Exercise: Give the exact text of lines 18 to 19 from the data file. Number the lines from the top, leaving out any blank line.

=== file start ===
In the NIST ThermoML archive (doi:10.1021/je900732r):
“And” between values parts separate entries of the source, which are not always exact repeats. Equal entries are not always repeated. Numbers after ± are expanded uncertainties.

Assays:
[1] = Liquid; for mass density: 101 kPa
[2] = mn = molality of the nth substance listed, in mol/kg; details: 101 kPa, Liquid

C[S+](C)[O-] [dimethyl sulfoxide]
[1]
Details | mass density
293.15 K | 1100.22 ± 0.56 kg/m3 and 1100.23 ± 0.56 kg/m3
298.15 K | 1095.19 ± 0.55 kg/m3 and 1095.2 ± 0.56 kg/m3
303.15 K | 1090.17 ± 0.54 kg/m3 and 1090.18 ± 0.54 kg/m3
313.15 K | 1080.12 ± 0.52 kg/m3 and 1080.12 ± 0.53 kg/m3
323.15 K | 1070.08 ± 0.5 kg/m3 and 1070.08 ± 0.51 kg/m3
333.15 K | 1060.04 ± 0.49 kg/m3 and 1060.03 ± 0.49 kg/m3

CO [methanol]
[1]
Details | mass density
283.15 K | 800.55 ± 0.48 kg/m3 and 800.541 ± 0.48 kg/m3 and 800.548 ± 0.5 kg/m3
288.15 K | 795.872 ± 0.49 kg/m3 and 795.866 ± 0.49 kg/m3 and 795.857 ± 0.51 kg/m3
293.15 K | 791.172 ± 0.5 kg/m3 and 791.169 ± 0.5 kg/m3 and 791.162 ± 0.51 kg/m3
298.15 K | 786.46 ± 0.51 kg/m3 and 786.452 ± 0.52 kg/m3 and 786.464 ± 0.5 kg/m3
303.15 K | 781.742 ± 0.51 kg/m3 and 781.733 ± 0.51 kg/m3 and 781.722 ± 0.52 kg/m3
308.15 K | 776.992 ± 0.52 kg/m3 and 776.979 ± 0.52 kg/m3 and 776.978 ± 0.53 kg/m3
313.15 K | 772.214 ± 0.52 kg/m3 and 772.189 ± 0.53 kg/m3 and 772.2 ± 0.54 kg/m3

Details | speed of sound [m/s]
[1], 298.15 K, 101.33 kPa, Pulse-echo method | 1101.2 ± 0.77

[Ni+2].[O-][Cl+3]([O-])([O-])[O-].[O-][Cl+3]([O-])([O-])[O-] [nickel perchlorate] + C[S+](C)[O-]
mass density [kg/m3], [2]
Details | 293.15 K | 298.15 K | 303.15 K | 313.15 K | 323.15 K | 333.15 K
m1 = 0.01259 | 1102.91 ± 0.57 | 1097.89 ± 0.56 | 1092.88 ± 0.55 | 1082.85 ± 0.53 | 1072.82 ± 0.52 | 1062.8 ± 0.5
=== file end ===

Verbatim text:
283.15 K | 800.55 ± 0.48 kg/m3 and 800.541 ± 0.48 kg/m3 and 800.548 ± 0.5 kg/m3
288.15 K | 795.872 ± 0.49 kg/m3 and 795.866 ± 0.49 kg/m3 and 795.857 ± 0.51 kg/m3